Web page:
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Publisher: Sun Sentinel | Credit to: Scott Travis
A South Florida plastic surgeon has developed a device to give women larger breasts by enhancing the results of fat transplant procedures. Dr. Roger Khouri of Key Biscayne uses a procedure known as fat grafting, in which fat is removed by liposuction from one part of the body and injected into the breasts.
Combine the two methods, and women can have their breasts enlarged by two to three cup sizes without the need for implants, he said. And they get the benefit of liposuction, too. “There’s no foreign body. It’s your own self,” he said. “And it’s a two-for-one. You’re taking fat and moving it up. It’s every woman’s dream.”
The combined procedure, which costs about $10,000 to $13,000, is attracting national attention at industry conferences. While the American Society of Plastic Surgeons hasn’t officially endorsed the procedure, it did publish in the May edition of its medical journal a peer-reviewed study Khouri conducted that found the procedure to be safe and effective.
Patients wear the Brava device for six to eight hours a night for about four weeks prior to surgery. This method gives the breasts more volume than they can get byfat grafting alone because the pre-expansion aids in the survival of transplanted fat cells, Khouri said.
Jackie Gonzalez, 33, of Hialeah Gardens, said she enjoyed having larger breasts when she was breast feeding and wanted them back. So she contacted Khouri and is happy with the results.”I would never consider going through implant surgery, just knowing you have to replace them, that they have a shelf life and they look different” she said. “I think this has given me a lot of self confidence. Now I’m looking forward to shopping for clothes this summer.”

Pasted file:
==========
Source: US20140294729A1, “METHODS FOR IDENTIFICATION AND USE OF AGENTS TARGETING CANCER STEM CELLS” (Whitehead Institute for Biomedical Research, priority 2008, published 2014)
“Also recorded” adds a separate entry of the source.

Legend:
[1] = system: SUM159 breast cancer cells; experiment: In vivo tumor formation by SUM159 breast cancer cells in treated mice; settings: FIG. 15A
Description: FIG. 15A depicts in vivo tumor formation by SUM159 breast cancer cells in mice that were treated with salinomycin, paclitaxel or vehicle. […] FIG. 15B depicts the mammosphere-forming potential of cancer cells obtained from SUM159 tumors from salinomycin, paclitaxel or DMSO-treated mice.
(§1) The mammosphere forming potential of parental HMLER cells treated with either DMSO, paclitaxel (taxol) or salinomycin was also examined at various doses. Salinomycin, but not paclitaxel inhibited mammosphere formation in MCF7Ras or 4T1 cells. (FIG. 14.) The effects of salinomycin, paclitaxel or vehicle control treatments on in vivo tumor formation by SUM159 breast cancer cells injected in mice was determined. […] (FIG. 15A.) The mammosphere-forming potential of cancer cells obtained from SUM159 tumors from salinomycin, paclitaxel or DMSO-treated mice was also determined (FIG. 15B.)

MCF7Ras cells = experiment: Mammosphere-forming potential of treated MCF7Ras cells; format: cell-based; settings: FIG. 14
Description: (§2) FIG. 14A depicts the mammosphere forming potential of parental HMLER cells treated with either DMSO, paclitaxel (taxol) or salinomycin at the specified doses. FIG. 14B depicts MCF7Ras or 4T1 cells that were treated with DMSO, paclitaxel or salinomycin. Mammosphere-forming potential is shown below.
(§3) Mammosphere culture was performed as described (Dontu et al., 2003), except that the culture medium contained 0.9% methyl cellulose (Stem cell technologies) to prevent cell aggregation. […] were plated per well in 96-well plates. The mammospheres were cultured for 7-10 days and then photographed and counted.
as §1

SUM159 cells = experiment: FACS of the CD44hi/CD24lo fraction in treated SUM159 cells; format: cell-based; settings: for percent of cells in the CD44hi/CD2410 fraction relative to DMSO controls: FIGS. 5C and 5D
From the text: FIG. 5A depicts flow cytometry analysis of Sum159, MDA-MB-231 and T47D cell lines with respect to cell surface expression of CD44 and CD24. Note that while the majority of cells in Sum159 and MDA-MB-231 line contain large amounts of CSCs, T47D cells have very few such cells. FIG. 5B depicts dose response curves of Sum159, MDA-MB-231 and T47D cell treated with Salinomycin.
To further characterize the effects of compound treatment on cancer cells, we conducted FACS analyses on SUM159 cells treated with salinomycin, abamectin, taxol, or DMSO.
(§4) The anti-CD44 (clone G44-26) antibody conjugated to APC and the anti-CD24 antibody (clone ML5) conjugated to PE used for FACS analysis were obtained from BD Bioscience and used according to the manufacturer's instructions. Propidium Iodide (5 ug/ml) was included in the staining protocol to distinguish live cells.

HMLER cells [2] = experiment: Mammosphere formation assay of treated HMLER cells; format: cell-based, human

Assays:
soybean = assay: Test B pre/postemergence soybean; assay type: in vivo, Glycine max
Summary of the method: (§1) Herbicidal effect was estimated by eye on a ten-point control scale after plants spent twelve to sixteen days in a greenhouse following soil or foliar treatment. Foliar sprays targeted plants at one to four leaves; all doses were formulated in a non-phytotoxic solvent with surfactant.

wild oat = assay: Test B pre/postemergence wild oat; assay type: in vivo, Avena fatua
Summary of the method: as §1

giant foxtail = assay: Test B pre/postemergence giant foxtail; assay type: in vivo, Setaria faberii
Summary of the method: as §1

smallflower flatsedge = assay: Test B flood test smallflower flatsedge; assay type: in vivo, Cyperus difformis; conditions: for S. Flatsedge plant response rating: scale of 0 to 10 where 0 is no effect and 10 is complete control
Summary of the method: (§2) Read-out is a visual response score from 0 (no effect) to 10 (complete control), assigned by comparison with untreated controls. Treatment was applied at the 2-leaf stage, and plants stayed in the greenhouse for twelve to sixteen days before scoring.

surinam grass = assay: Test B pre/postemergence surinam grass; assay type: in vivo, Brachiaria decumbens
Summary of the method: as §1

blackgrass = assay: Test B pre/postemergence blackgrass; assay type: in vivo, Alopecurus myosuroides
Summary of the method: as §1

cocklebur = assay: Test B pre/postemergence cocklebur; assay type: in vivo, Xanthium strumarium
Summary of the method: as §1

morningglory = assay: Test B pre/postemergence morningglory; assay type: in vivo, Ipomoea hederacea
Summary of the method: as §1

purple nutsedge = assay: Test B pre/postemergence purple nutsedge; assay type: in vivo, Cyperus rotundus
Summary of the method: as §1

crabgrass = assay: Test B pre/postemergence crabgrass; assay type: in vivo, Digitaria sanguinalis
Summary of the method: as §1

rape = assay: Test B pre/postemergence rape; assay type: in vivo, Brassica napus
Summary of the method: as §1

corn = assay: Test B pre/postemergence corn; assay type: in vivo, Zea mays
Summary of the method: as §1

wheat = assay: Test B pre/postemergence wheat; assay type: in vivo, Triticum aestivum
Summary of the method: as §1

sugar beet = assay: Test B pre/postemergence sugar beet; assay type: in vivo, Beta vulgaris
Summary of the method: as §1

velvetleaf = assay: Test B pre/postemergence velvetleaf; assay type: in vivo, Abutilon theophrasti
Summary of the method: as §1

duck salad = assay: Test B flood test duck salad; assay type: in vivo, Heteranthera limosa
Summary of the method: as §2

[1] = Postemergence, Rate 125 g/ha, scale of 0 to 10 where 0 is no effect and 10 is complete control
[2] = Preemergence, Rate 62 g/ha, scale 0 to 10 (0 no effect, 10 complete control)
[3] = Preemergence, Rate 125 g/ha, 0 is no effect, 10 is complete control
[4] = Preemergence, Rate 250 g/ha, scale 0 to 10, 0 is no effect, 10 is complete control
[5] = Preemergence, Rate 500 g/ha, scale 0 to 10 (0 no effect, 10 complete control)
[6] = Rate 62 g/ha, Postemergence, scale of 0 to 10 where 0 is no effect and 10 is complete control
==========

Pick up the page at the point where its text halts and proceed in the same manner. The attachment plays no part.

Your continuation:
Whether the procedure becomes mainstream remains to be seen. “It’s a very interesting and innovative method with great potential,” said Dr. Bruce Mast, chief of plastic and reconstructive surgery at the University of Florida. “But I think what’s still unknown is the long-term safety and consequences.”
Mast said the transplanted cells could interfere with the breast cells and create an increased risk of cancer, although more research is needed. For years, the American Society of Plastic Surgeons advised against fat grafting, mostly out of concerns it would be too difficult to detect cancer during breast screenings. But the group reversed its position in 2009, saying radiologists are able to tell the difference between fat injection and something that might be cancer, said Dr. Karol Gutowski, who chaired a fat-grafting task force.
But Gutowski, a plastic surgeon in Chicago, said he’s not sure how mainstream the procedure will be. He said his patients find the Brava to be too bulky and uncomfortable. “I think it will become an alternative for those who want the real thing and are willing to do what it takes to get there,” he said. “But some just want them large and quick, and they’ll get implants.”